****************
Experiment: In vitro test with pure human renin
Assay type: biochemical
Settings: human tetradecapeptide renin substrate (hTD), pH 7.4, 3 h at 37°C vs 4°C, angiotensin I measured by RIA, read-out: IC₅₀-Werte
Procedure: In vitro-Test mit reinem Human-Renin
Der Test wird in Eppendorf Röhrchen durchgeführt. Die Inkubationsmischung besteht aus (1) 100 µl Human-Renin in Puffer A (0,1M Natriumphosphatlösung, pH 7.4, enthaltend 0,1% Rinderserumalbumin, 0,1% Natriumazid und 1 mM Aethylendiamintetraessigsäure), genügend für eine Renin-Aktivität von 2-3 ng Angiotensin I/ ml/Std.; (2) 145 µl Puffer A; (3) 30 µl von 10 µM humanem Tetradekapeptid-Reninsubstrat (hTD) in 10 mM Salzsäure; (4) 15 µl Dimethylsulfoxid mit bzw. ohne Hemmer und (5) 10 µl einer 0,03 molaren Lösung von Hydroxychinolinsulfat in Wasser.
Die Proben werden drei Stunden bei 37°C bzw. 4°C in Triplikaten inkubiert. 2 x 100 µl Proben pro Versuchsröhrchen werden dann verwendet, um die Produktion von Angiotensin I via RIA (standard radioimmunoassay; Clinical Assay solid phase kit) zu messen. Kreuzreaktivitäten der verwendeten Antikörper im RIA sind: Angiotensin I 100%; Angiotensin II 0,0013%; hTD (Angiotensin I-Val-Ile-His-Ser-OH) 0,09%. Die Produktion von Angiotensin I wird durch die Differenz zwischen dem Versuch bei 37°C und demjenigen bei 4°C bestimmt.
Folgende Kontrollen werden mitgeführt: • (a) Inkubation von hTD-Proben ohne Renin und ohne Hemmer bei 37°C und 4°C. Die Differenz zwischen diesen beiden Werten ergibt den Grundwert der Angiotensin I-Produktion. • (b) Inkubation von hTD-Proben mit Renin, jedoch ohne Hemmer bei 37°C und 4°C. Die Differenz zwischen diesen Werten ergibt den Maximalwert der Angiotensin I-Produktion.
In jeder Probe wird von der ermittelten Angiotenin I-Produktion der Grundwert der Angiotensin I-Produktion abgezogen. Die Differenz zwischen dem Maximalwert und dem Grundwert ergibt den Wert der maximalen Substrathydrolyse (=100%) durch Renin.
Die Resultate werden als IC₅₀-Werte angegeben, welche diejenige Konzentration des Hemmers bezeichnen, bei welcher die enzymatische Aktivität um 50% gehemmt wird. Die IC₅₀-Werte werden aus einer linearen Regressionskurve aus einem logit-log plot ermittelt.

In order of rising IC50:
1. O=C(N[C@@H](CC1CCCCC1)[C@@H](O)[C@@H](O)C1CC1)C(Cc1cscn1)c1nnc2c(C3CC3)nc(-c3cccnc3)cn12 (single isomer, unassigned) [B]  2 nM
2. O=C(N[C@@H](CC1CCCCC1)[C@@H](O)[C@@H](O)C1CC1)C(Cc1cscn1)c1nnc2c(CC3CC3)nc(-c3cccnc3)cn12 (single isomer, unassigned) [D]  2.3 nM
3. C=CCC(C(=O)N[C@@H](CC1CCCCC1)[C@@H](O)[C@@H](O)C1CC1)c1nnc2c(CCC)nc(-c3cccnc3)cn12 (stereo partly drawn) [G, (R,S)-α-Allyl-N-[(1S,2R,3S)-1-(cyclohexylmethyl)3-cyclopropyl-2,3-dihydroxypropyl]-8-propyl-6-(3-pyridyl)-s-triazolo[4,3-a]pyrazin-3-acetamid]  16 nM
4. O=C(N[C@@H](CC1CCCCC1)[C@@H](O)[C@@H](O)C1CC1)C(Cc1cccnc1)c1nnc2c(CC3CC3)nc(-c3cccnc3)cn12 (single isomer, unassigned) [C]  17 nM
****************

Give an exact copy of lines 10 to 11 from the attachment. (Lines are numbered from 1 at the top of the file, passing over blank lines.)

In order of rising IC50:
1. O=C(N[C@@H](CC1CCCCC1)[C@@H](O)[C@@H](O)C1CC1)C(Cc1cscn1)c1nnc2c(C3CC3)nc(-c3cccnc3)cn12 (single isomer, unassigned) [B]  2 nM